Q: Does a power of attorney ever terminate, or do I have to hire an attorney to remove someone that I no longer trust and refuses to give up the POA?
A: There are basically three ways that a POA terminates.
The first is the date and time specified in it. POAs rarely have termination dates because they are usually intended to be durable. However, under certain circumstances, a POA can have a termination date that would effectively void the document after that date.
Assuming the POA doesn't have a termination date — and I'd be willing to bet it doesn't — the second way that a POA is terminated is at the death of the principal. Once the principal passes away, the attorney-in-fact's authority terminates, with the possible exceptions of making anatomical gifts on behalf of the principal, the authority to request an autopsy, and the authority to make final arrangements. Except for those limited exceptions, death of the principal terminates a POA.
I'll assume that the POA does not include a termination date because it probably doesn't. I'll also assume that because you emailed me, you're still alive. That leaves one other way to terminate a POA: a written revocation.
A POA can be revoked if the principal executes a written revocation identifying the POA. However, in order for the written revocation to be effective, the attorney-in-fact has to receive actual knowledge of the revocation. Until he or she receives actual knowledge, the revocation isn't effective.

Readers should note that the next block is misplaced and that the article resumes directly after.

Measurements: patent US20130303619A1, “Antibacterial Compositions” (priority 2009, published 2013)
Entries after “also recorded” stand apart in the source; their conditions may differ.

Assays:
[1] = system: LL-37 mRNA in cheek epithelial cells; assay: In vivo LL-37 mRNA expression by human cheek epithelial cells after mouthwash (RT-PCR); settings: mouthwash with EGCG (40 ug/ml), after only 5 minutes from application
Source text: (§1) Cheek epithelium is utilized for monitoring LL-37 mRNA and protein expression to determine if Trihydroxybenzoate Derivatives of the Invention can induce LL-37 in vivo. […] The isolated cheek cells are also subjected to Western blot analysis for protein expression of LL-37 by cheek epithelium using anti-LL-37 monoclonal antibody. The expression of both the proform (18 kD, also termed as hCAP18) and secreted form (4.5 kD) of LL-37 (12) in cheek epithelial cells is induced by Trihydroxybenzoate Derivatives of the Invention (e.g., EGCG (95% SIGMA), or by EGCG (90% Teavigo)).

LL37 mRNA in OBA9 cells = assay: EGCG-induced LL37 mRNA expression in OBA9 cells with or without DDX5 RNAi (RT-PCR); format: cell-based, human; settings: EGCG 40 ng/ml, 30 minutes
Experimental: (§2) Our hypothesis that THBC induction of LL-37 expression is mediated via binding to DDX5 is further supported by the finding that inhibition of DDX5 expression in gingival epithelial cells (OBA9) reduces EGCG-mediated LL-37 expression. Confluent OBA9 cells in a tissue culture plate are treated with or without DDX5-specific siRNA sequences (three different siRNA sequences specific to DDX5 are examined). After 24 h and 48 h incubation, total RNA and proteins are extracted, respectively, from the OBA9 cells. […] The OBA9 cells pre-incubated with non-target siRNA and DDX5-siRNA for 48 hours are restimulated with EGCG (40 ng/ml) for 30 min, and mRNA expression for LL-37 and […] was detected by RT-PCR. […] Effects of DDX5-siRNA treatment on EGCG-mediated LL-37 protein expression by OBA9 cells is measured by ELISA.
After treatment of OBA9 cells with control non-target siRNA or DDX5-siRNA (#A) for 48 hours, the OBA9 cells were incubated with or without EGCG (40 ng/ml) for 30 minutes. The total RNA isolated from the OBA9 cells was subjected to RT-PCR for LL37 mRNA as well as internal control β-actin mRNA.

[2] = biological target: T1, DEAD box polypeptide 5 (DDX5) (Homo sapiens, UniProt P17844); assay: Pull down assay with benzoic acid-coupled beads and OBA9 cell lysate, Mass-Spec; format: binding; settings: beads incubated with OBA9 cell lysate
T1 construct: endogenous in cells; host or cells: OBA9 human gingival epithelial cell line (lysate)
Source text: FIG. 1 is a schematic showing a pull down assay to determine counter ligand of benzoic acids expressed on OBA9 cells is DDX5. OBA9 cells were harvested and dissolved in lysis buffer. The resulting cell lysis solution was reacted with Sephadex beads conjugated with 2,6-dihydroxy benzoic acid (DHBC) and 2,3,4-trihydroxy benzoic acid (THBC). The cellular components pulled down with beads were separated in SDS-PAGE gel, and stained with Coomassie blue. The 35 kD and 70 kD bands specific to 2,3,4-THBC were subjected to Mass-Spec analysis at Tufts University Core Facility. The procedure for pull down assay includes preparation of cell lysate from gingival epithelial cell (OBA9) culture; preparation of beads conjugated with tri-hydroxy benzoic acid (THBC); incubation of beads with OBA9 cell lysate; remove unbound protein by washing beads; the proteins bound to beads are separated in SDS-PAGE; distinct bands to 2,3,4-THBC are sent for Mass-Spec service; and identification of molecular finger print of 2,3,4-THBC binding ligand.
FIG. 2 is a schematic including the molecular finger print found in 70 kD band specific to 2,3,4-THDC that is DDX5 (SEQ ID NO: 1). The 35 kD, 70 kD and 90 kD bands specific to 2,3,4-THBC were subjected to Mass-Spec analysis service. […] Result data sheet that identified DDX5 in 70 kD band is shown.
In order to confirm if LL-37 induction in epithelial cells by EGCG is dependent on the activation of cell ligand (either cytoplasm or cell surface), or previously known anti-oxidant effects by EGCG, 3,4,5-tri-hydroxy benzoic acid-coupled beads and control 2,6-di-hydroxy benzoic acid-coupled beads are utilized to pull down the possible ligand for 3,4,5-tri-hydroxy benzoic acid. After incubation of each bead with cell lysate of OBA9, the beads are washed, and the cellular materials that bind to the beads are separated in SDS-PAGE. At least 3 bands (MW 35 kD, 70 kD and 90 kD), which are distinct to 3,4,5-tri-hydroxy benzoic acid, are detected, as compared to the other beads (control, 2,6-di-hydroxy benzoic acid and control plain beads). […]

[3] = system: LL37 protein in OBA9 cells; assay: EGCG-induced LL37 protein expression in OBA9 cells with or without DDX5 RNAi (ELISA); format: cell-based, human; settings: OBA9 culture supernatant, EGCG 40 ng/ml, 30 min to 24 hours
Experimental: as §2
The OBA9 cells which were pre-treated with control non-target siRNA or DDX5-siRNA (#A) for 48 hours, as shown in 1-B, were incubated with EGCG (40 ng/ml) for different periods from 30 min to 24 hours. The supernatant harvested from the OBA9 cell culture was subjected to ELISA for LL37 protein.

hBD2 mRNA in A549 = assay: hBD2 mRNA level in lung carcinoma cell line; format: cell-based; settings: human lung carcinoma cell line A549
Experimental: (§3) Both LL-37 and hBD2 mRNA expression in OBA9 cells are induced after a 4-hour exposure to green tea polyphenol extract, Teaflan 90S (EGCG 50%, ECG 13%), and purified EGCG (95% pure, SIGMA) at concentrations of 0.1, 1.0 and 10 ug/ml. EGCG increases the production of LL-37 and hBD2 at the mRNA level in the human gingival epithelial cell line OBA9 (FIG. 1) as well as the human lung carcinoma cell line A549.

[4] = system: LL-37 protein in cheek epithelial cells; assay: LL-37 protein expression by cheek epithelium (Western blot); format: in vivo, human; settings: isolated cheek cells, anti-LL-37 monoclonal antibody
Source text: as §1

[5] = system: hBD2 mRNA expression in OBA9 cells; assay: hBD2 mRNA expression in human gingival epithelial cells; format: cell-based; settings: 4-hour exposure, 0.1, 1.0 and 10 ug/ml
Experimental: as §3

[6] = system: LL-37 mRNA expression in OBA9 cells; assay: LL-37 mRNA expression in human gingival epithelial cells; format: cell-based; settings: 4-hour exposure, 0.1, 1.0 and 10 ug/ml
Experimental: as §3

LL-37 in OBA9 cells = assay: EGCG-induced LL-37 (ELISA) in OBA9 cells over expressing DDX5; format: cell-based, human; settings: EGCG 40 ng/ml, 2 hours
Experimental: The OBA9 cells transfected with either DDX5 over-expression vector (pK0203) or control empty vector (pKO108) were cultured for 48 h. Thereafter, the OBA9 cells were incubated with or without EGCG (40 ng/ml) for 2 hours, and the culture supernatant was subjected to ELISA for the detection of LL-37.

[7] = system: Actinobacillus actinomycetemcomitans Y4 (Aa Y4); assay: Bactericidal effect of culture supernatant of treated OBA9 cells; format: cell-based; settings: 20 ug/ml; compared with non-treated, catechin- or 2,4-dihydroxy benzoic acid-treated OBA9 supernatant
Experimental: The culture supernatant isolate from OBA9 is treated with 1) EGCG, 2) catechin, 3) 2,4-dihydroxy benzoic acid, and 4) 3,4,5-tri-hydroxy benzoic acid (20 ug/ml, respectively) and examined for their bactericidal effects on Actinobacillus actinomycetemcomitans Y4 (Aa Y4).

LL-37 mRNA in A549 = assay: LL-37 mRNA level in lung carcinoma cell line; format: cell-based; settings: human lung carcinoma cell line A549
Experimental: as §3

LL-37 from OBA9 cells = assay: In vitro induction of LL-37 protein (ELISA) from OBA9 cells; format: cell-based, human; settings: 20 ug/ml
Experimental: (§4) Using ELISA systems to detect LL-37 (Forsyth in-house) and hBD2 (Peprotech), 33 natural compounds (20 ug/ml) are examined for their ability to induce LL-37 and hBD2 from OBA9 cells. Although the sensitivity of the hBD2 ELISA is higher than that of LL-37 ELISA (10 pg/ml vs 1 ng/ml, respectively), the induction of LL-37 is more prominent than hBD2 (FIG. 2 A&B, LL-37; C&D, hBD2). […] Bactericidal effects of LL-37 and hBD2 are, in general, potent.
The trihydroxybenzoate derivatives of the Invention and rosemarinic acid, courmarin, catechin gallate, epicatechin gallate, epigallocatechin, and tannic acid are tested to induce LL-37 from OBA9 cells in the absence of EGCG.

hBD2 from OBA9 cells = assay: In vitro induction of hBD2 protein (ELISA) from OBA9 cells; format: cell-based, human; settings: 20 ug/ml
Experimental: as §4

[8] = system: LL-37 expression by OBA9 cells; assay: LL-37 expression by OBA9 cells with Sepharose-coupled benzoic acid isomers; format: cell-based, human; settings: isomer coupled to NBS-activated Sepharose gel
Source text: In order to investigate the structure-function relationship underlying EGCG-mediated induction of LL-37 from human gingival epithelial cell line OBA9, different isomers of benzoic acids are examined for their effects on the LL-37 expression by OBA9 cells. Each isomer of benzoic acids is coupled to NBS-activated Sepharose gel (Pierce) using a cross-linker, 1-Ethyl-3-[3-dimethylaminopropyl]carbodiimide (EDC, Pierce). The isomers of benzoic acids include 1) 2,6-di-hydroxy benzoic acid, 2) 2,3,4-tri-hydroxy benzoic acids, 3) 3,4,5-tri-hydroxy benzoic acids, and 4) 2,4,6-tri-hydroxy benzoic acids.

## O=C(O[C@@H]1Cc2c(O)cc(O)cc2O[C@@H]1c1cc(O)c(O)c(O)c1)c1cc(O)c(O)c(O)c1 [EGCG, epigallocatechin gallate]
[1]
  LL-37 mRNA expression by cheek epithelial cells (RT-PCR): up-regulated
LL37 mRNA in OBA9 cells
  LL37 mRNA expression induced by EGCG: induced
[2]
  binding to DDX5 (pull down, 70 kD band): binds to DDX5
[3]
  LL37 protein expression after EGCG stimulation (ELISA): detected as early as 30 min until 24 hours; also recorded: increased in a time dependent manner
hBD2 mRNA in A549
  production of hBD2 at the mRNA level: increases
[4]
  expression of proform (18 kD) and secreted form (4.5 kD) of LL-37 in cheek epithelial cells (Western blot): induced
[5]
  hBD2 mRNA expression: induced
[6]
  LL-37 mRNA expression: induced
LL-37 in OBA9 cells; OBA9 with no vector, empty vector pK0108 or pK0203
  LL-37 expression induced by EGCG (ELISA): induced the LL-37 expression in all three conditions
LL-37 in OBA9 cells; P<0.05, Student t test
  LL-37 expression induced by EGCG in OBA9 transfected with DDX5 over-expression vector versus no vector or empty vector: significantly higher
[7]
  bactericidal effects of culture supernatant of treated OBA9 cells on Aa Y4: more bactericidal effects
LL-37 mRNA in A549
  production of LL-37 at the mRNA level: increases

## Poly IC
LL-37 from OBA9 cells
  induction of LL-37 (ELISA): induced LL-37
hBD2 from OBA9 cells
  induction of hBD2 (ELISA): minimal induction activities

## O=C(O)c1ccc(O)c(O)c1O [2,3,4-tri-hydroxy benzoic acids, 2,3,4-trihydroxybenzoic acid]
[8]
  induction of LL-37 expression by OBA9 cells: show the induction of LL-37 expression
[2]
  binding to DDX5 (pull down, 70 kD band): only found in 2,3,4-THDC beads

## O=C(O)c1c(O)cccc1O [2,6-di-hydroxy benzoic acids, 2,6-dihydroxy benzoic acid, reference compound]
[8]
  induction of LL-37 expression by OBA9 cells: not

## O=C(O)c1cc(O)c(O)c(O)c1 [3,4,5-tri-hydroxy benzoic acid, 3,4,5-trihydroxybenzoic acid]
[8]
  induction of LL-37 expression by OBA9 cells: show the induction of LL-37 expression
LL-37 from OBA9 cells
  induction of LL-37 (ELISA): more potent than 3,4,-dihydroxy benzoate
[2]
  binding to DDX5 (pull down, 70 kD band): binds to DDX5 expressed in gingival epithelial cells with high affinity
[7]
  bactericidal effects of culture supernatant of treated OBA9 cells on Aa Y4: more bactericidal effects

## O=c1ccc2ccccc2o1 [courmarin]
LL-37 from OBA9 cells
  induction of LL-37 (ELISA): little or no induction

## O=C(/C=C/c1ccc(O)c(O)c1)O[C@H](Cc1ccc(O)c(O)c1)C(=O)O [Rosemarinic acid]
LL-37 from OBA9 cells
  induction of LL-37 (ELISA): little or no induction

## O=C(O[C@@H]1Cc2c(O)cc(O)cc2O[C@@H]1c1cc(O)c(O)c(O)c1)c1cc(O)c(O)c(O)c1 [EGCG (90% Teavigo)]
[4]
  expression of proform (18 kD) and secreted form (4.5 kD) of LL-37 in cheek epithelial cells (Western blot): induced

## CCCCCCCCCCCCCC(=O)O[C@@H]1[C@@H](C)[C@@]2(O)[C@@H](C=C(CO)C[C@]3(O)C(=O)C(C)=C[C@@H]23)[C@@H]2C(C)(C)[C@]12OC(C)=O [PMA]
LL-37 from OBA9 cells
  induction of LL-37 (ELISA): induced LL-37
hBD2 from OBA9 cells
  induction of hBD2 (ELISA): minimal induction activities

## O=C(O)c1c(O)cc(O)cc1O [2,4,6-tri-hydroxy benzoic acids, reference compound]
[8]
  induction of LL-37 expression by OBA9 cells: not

In your situation, I'd start by revoking the POA using a written instrument. I'd mail the revocation via certified mail, return receipt requested, and by U.S. first-class mail. I'd also suggest calling and telling him the POA has been revoked. An email and a text probably wouldn't hurt also.
Finally, send a copy of the revocation to places that he is likely to use it, such as the bank. That way the people most likely to see the POA have notice not to accept it.
If he refuses the sign for the certified letter, and let's face it, he probably will, you can prove that you gave him notice and that he refused to accept it. Refusing to pick up your mail isn't going to be a persuasive argument to prove lack of notice. Plus, you sent it to him in regular mail and it didn't come back.
Once he has been notified of the revocation, it is a violation of law to continue to exercise authority under the POA, and he has liability if he does. He serves at your pleasure, not his.
Experience tells me that if he has already refused to surrender his authority voluntarily, you may have issues. If that is the case, a mildly threatening letter from an attorney would likely be helpful.
Remember that you don't give up any authority when executing a POA, especially the right to revoke it for any reason or for no reason at all. As long as you are competent, you can revoke the POA anytime you want.